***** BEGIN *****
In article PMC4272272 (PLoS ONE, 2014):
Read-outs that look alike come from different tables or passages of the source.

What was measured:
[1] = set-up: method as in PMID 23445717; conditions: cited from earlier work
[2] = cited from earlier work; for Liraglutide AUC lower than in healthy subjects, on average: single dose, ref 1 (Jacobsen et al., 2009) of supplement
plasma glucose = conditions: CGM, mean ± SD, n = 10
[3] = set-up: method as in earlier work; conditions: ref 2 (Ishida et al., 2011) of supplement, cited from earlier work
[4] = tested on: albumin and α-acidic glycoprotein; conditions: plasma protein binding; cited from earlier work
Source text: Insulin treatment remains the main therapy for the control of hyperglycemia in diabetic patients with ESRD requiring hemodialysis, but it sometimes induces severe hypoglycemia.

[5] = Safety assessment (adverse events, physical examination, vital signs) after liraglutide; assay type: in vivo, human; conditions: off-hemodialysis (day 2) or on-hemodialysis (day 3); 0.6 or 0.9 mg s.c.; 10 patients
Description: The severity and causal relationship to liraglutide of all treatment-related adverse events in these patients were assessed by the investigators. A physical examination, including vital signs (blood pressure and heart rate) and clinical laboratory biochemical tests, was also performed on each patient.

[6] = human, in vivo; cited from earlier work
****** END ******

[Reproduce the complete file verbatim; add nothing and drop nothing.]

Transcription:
In article PMC4272272 (PLoS ONE, 2014):
Read-outs that look alike come from different tables or passages of the source.

What was measured:
[1] = set-up: method as in PMID 23445717; conditions: cited from earlier work
[2] = cited from earlier work; for Liraglutide AUC lower than in healthy subjects, on average: single dose, ref 1 (Jacobsen et al., 2009) of supplement
plasma glucose = conditions: CGM, mean ± SD, n = 10
[3] = set-up: method as in earlier work; conditions: ref 2 (Ishida et al., 2011) of supplement, cited from earlier work
[4] = tested on: albumin and α-acidic glycoprotein; conditions: plasma protein binding; cited from earlier work
Source text: Insulin treatment remains the main therapy for the control of hyperglycemia in diabetic patients with ESRD requiring hemodialysis, but it sometimes induces severe hypoglycemia.

[5] = Safety assessment (adverse events, physical examination, vital signs) after liraglutide; assay type: in vivo, human; conditions: off-hemodialysis (day 2) or on-hemodialysis (day 3); 0.6 or 0.9 mg s.c.; 10 patients
Description: The severity and causal relationship to liraglutide of all treatment-related adverse events in these patients were assessed by the investigators. A physical examination, including vital signs (blood pressure and heart rate) and clinical laboratory biochemical tests, was also performed on each patient.

[6] = human, in vivo; cited from earlier work